Yves here. I see the odds of things going Wolf’s way as close to zero. China has no intention of “opening” its markets to investment bankers; it is not about to have its capital markets colonized, and it lacks the domestic finance skills to cope. China has made a close study of the errors Japan made in its peak years, in the 1980s, and one was the overly rapid deregulation of its financial sector….in response to US pressure.
Similarly, the impetus to put pressure on China IS coming from the trade front, due to high unemployment. Action on the trade/tariff front looks like a more direct remedy, even if, as Auerback points out, the lags in trade are long. And with more economists lining up behind the crowd-pleasing idea of getting tough with China, the pressures and the intellectual cover, are in place.
Even though no one wants a trade war with China, it is not beyond the real of possibility that we wind up there. Per reader Vlad Ender by e-mail:
I remembered what game theory says about brinkmanship and bargaining – both parties want to avoid the worst outcome, yet if their belief of their costs are lower than their opponents, it will end up in tears.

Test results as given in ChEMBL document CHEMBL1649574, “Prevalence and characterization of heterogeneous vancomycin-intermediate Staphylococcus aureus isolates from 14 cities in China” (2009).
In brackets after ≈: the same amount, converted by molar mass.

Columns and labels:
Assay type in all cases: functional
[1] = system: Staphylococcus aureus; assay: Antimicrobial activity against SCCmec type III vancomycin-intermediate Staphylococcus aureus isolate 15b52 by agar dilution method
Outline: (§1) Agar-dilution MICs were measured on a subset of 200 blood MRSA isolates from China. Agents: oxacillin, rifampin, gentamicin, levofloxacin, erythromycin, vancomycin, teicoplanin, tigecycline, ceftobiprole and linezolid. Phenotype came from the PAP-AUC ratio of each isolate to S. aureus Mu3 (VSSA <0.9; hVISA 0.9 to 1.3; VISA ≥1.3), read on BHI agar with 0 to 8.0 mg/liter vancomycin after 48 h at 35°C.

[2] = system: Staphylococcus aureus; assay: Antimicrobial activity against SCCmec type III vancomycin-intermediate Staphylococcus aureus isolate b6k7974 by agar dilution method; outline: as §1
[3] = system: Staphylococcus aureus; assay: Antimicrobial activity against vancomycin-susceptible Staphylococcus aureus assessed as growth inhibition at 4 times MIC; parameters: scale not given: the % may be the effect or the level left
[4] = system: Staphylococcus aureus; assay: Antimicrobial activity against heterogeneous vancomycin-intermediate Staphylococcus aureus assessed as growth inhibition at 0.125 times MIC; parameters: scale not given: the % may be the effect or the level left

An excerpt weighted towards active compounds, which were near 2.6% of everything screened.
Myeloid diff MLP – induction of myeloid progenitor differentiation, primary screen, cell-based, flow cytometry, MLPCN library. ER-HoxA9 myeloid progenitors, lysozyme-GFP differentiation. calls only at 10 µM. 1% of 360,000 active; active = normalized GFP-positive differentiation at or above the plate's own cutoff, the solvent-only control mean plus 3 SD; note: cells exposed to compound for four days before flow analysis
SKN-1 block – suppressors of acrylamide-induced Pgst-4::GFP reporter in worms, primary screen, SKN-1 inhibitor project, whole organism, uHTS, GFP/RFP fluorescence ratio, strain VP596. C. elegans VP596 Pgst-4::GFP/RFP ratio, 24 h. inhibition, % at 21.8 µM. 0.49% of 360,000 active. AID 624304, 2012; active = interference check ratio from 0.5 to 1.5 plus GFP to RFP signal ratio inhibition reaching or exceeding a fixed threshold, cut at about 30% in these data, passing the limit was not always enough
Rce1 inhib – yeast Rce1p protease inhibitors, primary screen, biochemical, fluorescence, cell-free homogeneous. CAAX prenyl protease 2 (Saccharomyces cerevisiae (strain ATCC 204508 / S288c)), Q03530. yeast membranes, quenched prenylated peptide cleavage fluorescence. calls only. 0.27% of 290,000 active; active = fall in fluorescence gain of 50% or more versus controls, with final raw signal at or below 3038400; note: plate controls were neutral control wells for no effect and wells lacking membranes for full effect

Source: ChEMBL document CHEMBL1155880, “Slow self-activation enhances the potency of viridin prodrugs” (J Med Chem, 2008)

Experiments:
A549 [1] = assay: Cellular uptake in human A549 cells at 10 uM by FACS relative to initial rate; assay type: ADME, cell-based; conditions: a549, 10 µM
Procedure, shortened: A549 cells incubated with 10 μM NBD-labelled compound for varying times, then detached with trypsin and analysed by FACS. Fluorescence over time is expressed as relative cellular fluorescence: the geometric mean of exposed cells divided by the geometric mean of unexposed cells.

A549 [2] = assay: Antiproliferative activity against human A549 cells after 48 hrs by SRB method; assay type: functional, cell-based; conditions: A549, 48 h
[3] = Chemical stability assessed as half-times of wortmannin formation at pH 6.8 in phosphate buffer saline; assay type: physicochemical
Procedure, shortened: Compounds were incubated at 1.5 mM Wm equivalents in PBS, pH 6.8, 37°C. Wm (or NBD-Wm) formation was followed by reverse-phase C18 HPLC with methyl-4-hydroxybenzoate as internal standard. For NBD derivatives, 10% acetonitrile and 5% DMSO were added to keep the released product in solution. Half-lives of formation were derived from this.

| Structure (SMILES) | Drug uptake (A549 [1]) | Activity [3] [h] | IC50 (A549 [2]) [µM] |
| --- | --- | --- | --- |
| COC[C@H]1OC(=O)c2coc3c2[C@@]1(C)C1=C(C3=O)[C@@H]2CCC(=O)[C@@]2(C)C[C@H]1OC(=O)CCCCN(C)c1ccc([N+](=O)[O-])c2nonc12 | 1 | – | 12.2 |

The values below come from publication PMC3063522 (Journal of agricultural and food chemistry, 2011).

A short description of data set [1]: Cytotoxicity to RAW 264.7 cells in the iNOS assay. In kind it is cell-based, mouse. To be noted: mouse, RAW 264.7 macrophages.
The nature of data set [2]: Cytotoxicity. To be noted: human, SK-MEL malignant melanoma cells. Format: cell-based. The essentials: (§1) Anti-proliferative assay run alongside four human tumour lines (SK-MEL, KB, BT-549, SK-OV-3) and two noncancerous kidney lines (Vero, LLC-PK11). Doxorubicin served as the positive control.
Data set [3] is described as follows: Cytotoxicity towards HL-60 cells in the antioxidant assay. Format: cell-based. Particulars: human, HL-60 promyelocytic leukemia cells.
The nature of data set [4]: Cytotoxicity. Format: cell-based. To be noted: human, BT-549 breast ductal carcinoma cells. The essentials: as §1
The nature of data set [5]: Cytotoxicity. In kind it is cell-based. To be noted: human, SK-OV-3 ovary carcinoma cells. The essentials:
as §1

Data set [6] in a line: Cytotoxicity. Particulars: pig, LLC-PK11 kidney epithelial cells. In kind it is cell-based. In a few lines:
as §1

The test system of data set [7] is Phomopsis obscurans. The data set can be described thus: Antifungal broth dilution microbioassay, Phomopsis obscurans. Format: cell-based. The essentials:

I suspect that both US and China believe their costs are lower – or rather, their costs of not continuing their course are higher than opponents – say some sort of domestic unrest, and it’s hard for US to judge exactly China’s unrest and vice versa. Historicaly, domestic unrest in US is rare – unlike in China, and China has also status-quo advantage (sort of like management getting unions working on old contracts and then dragging on with negotiations). As a result, it’s resaonable for China to believe that their costs of waiting are lower.
I think the situation is made yet more dangerous by US increasing threat (again, brinkmanship), but by so small steps that China disbelieves credibility of any of those. Thus it disbelieves that the situation actually moved – but from US perspective it does, and at some time US may think it has to commit an action which from its perspective is only small escalation, but from China’s (who might have ignored all the previous signals) it’s a huge jump.
And to add to the odds of misunderstanding: studies of negotiations typically find that the participants’ assumptions about their opponent’s motivations and priorities are often incorrect. The odds of miscalculation have to be magnified when operating across a large cultural divide.